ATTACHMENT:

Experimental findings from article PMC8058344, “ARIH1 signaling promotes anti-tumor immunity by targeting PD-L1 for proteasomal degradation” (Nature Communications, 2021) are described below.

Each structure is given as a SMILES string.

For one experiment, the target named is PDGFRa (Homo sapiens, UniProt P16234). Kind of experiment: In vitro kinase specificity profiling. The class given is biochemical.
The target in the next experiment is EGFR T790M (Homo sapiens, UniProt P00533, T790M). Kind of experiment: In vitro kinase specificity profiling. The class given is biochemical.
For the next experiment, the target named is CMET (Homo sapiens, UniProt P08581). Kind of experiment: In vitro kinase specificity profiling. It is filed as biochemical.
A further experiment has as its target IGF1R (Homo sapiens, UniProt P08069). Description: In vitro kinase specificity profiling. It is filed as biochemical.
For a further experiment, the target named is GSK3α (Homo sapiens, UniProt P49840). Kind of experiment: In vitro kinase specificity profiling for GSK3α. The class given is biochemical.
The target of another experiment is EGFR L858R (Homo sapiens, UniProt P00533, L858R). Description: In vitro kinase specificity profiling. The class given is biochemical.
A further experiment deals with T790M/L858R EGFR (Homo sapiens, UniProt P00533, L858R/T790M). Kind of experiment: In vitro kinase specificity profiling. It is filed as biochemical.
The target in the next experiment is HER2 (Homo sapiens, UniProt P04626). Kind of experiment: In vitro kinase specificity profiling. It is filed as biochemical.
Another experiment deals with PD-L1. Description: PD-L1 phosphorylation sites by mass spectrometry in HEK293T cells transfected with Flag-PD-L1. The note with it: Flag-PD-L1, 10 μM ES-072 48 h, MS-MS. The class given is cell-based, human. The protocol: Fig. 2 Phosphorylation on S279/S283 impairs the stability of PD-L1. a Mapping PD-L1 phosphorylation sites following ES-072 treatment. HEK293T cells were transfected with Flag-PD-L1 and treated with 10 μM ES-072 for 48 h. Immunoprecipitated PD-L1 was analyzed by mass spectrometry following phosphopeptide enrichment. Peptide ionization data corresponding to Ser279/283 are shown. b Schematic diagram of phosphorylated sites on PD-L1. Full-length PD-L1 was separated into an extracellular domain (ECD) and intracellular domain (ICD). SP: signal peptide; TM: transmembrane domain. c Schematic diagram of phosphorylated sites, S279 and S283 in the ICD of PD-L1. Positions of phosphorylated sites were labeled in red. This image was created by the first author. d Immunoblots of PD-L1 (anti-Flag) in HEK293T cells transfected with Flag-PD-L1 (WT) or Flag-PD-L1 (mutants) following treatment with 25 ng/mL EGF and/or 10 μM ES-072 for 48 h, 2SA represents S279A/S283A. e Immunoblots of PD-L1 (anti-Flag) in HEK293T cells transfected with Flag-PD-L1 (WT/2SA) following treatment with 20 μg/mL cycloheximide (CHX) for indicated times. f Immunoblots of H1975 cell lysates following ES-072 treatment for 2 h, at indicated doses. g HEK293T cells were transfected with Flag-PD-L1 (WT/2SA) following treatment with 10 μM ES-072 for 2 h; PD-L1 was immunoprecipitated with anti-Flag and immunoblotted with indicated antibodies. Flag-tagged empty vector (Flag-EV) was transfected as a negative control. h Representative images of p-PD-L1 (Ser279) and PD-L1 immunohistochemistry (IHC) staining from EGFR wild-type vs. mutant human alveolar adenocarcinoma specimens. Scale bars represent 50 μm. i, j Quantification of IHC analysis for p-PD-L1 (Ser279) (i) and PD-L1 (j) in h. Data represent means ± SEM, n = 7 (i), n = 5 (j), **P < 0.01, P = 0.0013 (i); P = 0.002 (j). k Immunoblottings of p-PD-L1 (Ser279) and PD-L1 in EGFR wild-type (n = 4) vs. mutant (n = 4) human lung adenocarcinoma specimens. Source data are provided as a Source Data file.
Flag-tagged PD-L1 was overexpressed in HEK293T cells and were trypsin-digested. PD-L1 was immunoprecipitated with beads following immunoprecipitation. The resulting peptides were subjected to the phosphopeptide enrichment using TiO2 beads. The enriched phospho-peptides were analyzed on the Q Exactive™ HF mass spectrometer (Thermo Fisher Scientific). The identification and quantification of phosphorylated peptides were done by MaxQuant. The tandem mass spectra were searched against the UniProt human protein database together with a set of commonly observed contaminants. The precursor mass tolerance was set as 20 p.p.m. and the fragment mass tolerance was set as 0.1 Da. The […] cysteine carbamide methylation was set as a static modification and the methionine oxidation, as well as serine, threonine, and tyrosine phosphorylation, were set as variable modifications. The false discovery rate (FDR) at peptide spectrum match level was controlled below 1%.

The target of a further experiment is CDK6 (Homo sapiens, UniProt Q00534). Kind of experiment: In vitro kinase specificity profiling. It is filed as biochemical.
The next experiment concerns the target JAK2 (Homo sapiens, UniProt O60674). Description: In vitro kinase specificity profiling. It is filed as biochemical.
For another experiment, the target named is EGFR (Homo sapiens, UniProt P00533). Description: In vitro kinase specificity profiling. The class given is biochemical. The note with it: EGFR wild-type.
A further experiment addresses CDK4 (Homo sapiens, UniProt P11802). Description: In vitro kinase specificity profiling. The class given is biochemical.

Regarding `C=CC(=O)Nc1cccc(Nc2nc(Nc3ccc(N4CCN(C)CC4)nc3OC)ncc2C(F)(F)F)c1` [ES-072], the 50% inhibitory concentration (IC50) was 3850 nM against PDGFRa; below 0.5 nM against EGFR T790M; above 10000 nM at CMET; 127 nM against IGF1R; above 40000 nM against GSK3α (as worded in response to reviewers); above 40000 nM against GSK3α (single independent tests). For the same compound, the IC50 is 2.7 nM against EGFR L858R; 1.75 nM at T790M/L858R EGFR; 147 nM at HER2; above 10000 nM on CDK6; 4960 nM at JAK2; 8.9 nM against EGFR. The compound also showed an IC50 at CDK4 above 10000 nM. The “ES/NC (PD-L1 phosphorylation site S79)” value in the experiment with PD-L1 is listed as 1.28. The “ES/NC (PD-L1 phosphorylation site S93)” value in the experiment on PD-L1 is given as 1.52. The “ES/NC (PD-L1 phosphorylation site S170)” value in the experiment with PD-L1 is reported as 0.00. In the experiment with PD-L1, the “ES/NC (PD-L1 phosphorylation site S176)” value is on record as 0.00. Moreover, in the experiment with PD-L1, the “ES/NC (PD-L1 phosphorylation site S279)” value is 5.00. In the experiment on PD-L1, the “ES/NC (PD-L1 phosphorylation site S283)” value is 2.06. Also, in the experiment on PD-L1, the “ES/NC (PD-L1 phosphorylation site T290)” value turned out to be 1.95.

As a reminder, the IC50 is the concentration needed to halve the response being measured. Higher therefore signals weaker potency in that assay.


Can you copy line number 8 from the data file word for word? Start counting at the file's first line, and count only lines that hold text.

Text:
The target of another experiment is EGFR L858R (Homo sapiens, UniProt P00533, L858R). Description: In vitro kinase specificity profiling. The class given is biochemical.